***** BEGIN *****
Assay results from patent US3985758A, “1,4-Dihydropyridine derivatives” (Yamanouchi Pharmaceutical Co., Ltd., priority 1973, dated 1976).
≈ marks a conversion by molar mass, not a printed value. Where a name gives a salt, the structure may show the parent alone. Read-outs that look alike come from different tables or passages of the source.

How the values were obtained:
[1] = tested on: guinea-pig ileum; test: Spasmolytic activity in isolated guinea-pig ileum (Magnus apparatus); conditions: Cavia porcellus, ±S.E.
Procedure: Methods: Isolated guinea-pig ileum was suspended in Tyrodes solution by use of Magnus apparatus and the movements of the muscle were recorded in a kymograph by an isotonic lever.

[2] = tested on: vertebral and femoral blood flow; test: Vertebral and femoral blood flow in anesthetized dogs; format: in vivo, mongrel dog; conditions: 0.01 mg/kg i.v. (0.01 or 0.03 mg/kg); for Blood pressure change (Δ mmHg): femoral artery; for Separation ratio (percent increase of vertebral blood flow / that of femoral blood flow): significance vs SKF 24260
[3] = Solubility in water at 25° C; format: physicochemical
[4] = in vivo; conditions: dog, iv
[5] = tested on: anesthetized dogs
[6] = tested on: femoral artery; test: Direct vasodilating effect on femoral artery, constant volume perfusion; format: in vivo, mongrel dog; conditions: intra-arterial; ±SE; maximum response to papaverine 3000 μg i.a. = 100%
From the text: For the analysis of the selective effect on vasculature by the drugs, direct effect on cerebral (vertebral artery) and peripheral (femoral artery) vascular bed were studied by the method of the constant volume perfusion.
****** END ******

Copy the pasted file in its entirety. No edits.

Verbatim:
Assay results from patent US3985758A, “1,4-Dihydropyridine derivatives” (Yamanouchi Pharmaceutical Co., Ltd., priority 1973, dated 1976).
≈ marks a conversion by molar mass, not a printed value. Where a name gives a salt, the structure may show the parent alone. Read-outs that look alike come from different tables or passages of the source.

How the values were obtained:
[1] = tested on: guinea-pig ileum; test: Spasmolytic activity in isolated guinea-pig ileum (Magnus apparatus); conditions: Cavia porcellus, ±S.E.
Procedure: Methods: Isolated guinea-pig ileum was suspended in Tyrodes solution by use of Magnus apparatus and the movements of the muscle were recorded in a kymograph by an isotonic lever.

[2] = tested on: vertebral and femoral blood flow; test: Vertebral and femoral blood flow in anesthetized dogs; format: in vivo, mongrel dog; conditions: 0.01 mg/kg i.v. (0.01 or 0.03 mg/kg); for Blood pressure change (Δ mmHg): femoral artery; for Separation ratio (percent increase of vertebral blood flow / that of femoral blood flow): significance vs SKF 24260
[3] = Solubility in water at 25° C; format: physicochemical
[4] = in vivo; conditions: dog, iv
[5] = tested on: anesthetized dogs
[6] = tested on: femoral artery; test: Direct vasodilating effect on femoral artery, constant volume perfusion; format: in vivo, mongrel dog; conditions: intra-arterial; ±SE; maximum response to papaverine 3000 μg i.a. = 100%
From the text: For the analysis of the selective effect on vasculature by the drugs, direct effect on cerebral (vertebral artery) and peripheral (femoral artery) vascular bed were studied by the method of the constant volume perfusion.